Twelve people were killed when a gunman opened fire inside a crowded bar late Wednesday in Southern California, including a sheriff’s deputy who had rushed inside to help. Here are the stories of the victims.
Sean Adler, 48
Sean Adler had his heart set on becoming a deputy with the Los Angeles County Sheriff’s Department, according to a story about him in the Simi Valley Acorn newspaper. But then he had a heart attack after running a couple of miles during academy training last year.
So at 48, according to the Acorn, he chased a new dream: becoming an entrepreneur. He and a business partner opened a coffee shop in Simi Valley. Less than a month ago, Rivalry Roasters held its grand opening.
“When you’re passionate about what you do, it doesn’t feel like work; that’s what Rivalry Roasters is for me,” Adler told the Valley Acorn last month. “It’s not always easy to make ends meet, and I even work security at bars at night to help cover expenses, but I love what I’m doing.”
One of those bars where he worked as a bouncer: Borderline Bar & Grill.
The wrestling team at Royal High School in the Simi Valley Unified School District posted Thursday afternoon on Facebook that Adler had been killed at Borderline. “Sean was our strength coach a few years back. He was transitioning careers and still made time for our team. He traveled with us through some of the roughest times we had as a program. He was positive, motivational, and truly wanted the best for the people around him.”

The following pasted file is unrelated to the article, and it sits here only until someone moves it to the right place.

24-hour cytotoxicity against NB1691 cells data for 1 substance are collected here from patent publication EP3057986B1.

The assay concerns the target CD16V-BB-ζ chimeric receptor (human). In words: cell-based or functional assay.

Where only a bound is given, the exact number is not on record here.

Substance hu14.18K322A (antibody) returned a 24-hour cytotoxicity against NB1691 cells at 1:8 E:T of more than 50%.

Simi Valley High School’s wrestling coach, Chad Davidson, said he coached with Adler at Royal High when they were both assistants. “He was an awesome guy,” Davidson said. Everyone always says, “You couldn’t have met a nicer guy” about people, he said. “But for Sean, that was actually true. Always had a smile on his face and always ready to start a conversation.
“Sean has children, who he loved dearly and bragged about. They are who I am fervently praying for.”
—Susan SvrlugaBack to top Read more
Blake Dingman, 21
His voice quiet and cracking, Dan Dingman said his family found out late Thursday their son — Blake Dingman — died in the Thousand Oaks shooting.
“It’s just so brutal,” the father said in a telephone interview. “We are not doing well. His younger sibling is finally asleep after a long, long night.”
Dingman played high school baseball at Hillcrest Christian School in Thousand Oaks, his family said. He also loved off-roading and was described as “easygoing and fun-loving and a great athlete.”
His brother, Aidan, who is 18, wrote in an Instagram post, “the pain I am feeling. Last night my life was changed forever. I received news of gunfire at Borderline Bar & Grille from a friend. Which was where my brother was hanging out for the night. Me, my dad, and mom raced to the scene. Or as close as we could get. We tried for hours and hours to get in touch with Blake and got no response. At 12:00 this morning I was informed that my amazing brother was taken down by the shooter as well as his good friend Jake Dunham. Blake, I love you so much and I miss you more than you can imagine. #805strong.”